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Aboriginal Art – Be a Tracker.

symbol collageWe’ve been tapping into the theme of ancient knowledge from native peoples around the world, so here’s something that children can try when making dens and secret paths for themselves. The Aborigines of Australia used these symbols to tell stories, but they can also be used to share observations and camp secrets for other travellers, but only if you know how to read the symbols.

Can you make up your own symbols and meanings to add to these?

Make a Birdfeeder on a Budget

With the winter still upon us, February is a lean time of the year for our feathered friends, so why not give them a helping hand, whilst also recycling something we all have hanging around the house – loo rolls. Why pay out for a plastic feeder when this simple solution will do the trick.

Birdfeeder CollageWhat You’ll Need:
Loo roll or kitchen roll tube • Lard • Mixed birdseed • Some string and a stick


1. Tie a length of string around the middle point of your stick, securing it and making a loop in the loose end, leaving it long enough to hang outside your tube.

2. Melt some lard in a pan and then pour it onto an old baking tray. Allow it to cool and almost solidify, then roll the tube in the fat a few times to build up the layers.

3. Either roll the sticky tube in a tray of birdseed or sprinkle the seed onto the tube to get good coverage.

4. Carefully thread the string through the tube, so that the stick acts as a perch at the base.

5. You’re now ready to hang it in the garden, watch and wait for the birds to tuck in.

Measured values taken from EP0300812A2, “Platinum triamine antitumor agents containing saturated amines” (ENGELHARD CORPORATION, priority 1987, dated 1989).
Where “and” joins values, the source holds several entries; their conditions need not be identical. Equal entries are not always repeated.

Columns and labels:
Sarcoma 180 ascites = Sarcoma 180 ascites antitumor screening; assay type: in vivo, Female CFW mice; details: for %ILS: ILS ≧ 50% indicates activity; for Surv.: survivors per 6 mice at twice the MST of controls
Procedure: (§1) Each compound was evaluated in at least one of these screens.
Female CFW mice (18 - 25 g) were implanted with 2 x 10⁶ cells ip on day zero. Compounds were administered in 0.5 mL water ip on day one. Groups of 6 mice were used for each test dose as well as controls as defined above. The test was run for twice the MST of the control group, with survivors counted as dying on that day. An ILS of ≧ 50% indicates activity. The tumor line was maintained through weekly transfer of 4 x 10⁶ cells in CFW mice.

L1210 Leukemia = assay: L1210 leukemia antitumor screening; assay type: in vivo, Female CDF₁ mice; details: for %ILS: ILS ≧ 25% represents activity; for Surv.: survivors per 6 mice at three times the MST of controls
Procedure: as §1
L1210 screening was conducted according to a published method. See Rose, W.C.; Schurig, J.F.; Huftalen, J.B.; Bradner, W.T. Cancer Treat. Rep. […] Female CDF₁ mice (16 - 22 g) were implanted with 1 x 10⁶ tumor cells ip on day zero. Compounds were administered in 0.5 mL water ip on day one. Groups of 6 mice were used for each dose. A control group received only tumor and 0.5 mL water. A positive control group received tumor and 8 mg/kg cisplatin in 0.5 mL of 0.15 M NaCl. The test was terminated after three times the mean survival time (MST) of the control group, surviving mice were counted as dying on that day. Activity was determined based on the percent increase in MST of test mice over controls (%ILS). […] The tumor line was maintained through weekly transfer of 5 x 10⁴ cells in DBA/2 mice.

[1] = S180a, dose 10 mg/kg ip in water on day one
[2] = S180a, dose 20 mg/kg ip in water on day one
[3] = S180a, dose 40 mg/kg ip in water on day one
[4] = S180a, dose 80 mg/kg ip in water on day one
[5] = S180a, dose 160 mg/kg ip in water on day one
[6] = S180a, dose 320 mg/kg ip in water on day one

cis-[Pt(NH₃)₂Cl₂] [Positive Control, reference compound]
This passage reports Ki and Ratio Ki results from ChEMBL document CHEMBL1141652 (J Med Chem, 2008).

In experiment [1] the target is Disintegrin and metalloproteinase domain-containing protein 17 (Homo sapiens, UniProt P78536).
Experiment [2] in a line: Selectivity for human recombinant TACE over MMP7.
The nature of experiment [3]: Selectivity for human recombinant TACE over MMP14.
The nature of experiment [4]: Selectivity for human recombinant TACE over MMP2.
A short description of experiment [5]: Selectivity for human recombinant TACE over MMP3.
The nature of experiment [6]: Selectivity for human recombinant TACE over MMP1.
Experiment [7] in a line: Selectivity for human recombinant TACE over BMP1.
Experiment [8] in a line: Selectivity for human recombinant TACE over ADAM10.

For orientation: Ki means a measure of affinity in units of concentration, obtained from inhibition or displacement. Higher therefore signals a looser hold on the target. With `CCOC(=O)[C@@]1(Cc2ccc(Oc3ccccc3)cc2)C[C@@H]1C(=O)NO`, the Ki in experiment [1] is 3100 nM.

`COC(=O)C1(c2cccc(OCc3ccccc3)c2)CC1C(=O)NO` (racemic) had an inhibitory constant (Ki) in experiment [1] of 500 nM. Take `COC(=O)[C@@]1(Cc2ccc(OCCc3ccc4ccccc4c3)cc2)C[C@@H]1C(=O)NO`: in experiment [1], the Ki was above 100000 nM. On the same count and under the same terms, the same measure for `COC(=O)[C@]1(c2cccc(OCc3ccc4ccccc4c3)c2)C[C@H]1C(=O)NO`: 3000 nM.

6. Any leftover lard and birdseed can be rolled up into a fat ball for the birds to enjoy.

Bush Tucker: Damper Bread on a Stick

We’ve had a lot of fun making damper bread over the campfire, as it’s quick, simple and kids love it. You can try it at home over a log fire. For an added festive twist, once cooked, why not give each piece a sprinkling of sugar and cinnamon.

damper breadIngredients (enough for 10 dampers)
• 4 cups self raising flour
• 1½ cups milk (or water)
• ½ teaspoon of salt
• Green sticks (fresh hardwood) will need to be about as long as your arm and as thick as your thumb.


  1. Mix the ingredients into a soft, light dough by adding the liquid to the flour slowly, constantly mixing with a knife, then knead for 5 minutes.
  2. Divide the dough into balls slightly larger than a golf ball.
  3. Strip the sticks of their bark with a knife to ensure they’re clean.
  4. Work each portion of the dough onto the end of a stick in the shape of a sausage, making sure to cover the end of the stick.
  5. Cook each damper over the embers, turning constantly so as not to burn. After about 15-20 minutes, the damper should be golden on the outside and have doubled in size.
  6. Remove the damper from the stick, break it open and add your own topping; jam, butter or anything you like. Enjoy!
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